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IAUC 8128: 2003ec; (3782); 156P

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                                                  Circular No. 8128
Central Bureau for Astronomical Telegrams
Mailstop 18, Smithsonian Astrophysical Observatory, Cambridge, MA 02138, U.S.A.
IAUSUBS@CFA.HARVARD.EDU or FAX 617-495-7231 (subscriptions)
URL http://cfa-www.harvard.edu/iau/cbat.html  ISSN 0081-0304
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SUPERNOVA 2003ec IN NGC 5990
     A.-C. Chen, S.-Y. Wu, W.-H. Sun, Y.-W. Cheng, S.-Y. Wu, W.-H.
Sun, Y.-W. Cheng, M.-T. Chang, H.-C. Lin, and C.-C. Liu, National
Central University, Chung-li, Taiwan, report the discovery of an
apparent supernova (V = 16.4) on B, V, and R CCD images obtained on
May 2.801 and 3.662 UT with the Lulin Observatory 1-m telescope.
SN 2003ec is located at R.A. = 15h46m16s.67, Decl. = +2o24'48".7
(equinox 2000.0), which is 4".2 east and 7".2 south of the center
of NGC 5990.  Nothing appears at this location on a 1982 Digitized
Sky Survey image.

(3782) CELLE
     W. H. Ryan, New Mexico Institute of Mining and Technology and
New Mexico Highlands University, reports that photometric
observations of (3782) Celle were obtained during 2001 Sept. 18.3-
19.5, 2002 Dec. 9.3-11.4, 2003 Jan. 4.1-6.2, and Jan. 26.1-Feb. 1.3
UT at the 1.8-m Vatican Advanced Technology Telescope as part of a
larger survey by a collaboration that also includes E. V. Ryan,
C. T. Martinez, and L. Stewart.  Analysis of these data reveals a
normal rotational lightcurve (period 3.84 hr, amplitude 0.10-0.15
mag) superimposed onto deeper attenuation events lasting for about
2.5-3.5 hr that varied in amplitude from 0.15-0.3 mag.  The onset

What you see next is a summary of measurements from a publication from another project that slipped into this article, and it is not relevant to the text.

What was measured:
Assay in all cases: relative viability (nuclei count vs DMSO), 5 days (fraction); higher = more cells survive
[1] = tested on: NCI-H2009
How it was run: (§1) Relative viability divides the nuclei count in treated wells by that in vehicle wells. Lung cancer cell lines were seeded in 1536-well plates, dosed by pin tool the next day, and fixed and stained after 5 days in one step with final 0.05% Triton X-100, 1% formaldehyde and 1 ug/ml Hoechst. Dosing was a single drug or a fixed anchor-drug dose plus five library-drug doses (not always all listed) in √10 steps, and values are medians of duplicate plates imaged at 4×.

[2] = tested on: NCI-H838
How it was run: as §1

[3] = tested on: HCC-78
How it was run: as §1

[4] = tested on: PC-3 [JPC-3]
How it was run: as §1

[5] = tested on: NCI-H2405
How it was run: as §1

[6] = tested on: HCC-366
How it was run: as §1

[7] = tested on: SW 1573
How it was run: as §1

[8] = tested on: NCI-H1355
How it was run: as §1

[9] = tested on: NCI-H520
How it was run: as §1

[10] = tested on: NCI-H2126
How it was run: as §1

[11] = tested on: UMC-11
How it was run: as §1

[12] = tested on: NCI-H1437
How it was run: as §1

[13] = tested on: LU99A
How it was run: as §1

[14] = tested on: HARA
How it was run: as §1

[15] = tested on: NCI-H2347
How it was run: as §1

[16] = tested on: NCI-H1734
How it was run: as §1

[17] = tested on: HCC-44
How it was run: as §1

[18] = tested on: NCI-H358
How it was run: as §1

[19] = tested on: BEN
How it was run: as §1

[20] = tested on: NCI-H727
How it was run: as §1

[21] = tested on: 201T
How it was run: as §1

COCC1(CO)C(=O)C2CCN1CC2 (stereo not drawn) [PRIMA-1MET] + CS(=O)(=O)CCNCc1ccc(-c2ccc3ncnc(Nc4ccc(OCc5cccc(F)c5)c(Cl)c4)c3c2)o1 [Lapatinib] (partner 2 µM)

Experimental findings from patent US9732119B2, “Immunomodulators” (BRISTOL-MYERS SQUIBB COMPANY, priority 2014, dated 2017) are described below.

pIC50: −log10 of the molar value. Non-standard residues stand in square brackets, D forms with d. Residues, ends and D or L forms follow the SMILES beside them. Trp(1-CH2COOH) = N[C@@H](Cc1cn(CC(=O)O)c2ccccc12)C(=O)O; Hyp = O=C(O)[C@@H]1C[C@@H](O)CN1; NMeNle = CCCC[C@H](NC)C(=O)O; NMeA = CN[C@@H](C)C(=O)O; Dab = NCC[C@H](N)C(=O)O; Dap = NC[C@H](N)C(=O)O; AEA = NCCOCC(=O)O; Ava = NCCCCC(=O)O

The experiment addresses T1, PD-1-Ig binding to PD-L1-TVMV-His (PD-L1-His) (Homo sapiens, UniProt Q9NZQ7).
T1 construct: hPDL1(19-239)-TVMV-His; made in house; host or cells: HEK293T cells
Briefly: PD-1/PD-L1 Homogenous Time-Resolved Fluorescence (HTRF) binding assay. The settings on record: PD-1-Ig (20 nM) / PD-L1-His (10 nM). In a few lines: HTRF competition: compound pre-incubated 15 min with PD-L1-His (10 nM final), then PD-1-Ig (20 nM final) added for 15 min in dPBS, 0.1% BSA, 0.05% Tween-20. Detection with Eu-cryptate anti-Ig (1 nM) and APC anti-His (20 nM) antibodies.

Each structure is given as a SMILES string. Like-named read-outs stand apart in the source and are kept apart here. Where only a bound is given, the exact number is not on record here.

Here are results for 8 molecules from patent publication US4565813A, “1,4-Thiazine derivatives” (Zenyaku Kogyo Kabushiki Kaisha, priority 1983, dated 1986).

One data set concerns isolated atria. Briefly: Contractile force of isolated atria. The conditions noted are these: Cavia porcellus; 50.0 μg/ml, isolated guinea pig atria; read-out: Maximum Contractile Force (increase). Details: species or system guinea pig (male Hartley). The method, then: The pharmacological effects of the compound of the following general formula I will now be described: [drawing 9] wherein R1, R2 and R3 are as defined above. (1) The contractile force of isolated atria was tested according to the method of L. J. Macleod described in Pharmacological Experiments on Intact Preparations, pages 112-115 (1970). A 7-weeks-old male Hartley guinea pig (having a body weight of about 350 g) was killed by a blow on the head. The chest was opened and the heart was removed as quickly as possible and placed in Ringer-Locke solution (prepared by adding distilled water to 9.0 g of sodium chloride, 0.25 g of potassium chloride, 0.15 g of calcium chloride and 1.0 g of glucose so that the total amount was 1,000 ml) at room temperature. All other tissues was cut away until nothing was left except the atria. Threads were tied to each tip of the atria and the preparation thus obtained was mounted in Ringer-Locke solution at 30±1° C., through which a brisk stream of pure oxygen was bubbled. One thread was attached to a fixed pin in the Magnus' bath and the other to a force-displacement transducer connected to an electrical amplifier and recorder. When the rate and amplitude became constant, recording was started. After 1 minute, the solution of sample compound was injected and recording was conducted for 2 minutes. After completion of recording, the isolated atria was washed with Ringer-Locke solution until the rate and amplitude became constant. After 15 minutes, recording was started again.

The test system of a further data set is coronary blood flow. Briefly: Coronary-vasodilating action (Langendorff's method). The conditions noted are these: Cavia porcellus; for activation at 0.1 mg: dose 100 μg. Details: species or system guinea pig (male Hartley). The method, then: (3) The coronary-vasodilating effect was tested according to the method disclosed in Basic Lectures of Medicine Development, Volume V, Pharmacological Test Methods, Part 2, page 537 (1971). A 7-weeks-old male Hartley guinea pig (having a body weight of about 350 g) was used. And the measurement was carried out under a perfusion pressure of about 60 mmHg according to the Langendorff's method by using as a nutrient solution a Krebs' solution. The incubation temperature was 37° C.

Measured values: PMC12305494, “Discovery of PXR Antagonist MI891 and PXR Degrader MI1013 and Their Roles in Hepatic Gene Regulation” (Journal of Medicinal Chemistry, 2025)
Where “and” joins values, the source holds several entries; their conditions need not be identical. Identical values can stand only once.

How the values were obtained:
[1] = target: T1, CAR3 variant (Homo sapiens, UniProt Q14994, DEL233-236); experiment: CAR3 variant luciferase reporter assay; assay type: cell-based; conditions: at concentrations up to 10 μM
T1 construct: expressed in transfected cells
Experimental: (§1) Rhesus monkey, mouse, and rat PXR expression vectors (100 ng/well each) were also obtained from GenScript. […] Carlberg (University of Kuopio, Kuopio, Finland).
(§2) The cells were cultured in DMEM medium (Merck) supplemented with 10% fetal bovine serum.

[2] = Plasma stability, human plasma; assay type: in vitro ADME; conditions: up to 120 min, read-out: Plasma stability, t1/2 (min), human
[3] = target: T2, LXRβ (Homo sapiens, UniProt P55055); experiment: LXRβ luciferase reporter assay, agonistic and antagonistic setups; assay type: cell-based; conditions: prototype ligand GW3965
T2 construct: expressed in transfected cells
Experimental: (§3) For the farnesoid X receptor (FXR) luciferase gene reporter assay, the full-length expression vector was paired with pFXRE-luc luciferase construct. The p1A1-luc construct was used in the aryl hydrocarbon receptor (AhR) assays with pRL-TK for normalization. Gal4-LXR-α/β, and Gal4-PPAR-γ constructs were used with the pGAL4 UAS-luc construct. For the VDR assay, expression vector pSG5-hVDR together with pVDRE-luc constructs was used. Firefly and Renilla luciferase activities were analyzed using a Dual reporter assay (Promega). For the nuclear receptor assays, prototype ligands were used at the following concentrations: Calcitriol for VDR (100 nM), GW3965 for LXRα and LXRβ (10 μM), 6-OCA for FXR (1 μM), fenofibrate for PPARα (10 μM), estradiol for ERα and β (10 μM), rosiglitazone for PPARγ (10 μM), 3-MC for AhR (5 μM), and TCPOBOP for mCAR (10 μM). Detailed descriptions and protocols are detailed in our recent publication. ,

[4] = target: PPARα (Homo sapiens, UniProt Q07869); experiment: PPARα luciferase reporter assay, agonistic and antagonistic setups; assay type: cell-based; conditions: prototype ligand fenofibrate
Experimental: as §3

of these events was observed on 2003 Jan. 5.25, 27.34, 28.10,
30.39, and 31.15.  An event in progress was also observed on 2002
Dec. 9.4.  The attenuations were of two distinct types that can
clearly be identified as primary and secondary occultations/
eclipses, similar to those that have been previously observed in
known minor-planet binary systems (Pravec et al. 2000, Icarus 146,
190).  In particular, the 2003 Jan. 5.25 event was indicative of a
complete occultation of the secondary component of such a binary
system.  The data are interpreted as clear evidence that (3782) is
actually an asynchronous binary system with a primary-to-secondary
diameter ratio of 0.42 +/- 0.02 and an orbital period of 36.57 +/-
0.03 hr.  Since (3782) has been associated with the Vesta family
both dynamically (Zappala et al. 1984, A.J. 107, 772) and
spectroscopically (Bus and Binzel 2002, Icarus 158, 146), this is
the first identified binary amongst the so-called 'Vesta chips'.

     Comet P/2000 QD_181 = 2000 XV_43 = 1986 R1 = 1993 WU (Russell-
LINEAR), announced on IAUC 8118, has been given the permanent
number 156P (MPC 48317).

                      (C) Copyright 2003 CBAT
2003 May 3                     (8128)            Daniel W. E. Green

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